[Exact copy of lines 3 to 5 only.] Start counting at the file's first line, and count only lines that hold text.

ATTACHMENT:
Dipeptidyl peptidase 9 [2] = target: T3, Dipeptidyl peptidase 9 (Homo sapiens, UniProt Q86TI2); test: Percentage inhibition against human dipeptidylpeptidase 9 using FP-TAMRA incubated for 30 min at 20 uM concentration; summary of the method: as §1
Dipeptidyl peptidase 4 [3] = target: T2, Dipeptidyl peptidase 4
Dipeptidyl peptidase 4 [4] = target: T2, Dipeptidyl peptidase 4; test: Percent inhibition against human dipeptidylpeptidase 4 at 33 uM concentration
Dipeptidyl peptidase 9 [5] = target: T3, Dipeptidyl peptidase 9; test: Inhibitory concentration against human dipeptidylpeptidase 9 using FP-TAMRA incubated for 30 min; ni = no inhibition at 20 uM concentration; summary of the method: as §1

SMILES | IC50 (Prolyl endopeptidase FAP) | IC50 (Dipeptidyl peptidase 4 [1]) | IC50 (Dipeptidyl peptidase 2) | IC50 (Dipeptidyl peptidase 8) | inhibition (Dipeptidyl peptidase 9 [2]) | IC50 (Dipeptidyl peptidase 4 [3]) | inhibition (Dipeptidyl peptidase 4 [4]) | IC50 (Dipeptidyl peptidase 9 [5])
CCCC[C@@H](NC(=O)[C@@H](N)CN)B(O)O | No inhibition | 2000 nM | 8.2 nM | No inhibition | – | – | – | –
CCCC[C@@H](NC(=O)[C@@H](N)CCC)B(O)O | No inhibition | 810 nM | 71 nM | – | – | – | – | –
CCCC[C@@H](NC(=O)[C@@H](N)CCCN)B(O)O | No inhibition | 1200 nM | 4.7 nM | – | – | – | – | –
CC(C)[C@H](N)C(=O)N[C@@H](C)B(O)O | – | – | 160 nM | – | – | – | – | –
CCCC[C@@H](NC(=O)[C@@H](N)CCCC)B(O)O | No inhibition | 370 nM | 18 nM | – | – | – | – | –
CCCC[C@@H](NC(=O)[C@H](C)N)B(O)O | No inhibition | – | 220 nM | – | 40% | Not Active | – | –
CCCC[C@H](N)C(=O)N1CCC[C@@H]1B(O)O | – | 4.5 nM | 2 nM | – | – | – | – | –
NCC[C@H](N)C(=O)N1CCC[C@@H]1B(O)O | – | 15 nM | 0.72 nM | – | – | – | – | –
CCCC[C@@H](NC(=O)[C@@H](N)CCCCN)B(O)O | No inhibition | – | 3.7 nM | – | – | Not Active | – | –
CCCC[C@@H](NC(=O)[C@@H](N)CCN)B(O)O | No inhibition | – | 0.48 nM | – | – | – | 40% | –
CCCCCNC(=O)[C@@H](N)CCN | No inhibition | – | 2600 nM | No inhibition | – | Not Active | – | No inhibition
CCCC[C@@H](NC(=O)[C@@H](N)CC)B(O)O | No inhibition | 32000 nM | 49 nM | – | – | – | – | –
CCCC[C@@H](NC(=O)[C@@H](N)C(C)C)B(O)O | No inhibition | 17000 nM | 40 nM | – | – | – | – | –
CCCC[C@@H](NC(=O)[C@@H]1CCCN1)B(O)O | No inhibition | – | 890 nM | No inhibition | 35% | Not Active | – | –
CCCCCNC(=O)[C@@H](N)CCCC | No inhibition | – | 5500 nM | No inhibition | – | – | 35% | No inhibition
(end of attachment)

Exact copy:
Dipeptidyl peptidase 4 [4] = target: T2, Dipeptidyl peptidase 4; test: Percent inhibition against human dipeptidylpeptidase 4 at 33 uM concentration
Dipeptidyl peptidase 9 [5] = target: T3, Dipeptidyl peptidase 9; test: Inhibitory concentration against human dipeptidylpeptidase 9 using FP-TAMRA incubated for 30 min; ni = no inhibition at 20 uM concentration; summary of the method: as §1

SMILES | IC50 (Prolyl endopeptidase FAP) | IC50 (Dipeptidyl peptidase 4 [1]) | IC50 (Dipeptidyl peptidase 2) | IC50 (Dipeptidyl peptidase 8) | inhibition (Dipeptidyl peptidase 9 [2]) | IC50 (Dipeptidyl peptidase 4 [3]) | inhibition (Dipeptidyl peptidase 4 [4]) | IC50 (Dipeptidyl peptidase 9 [5])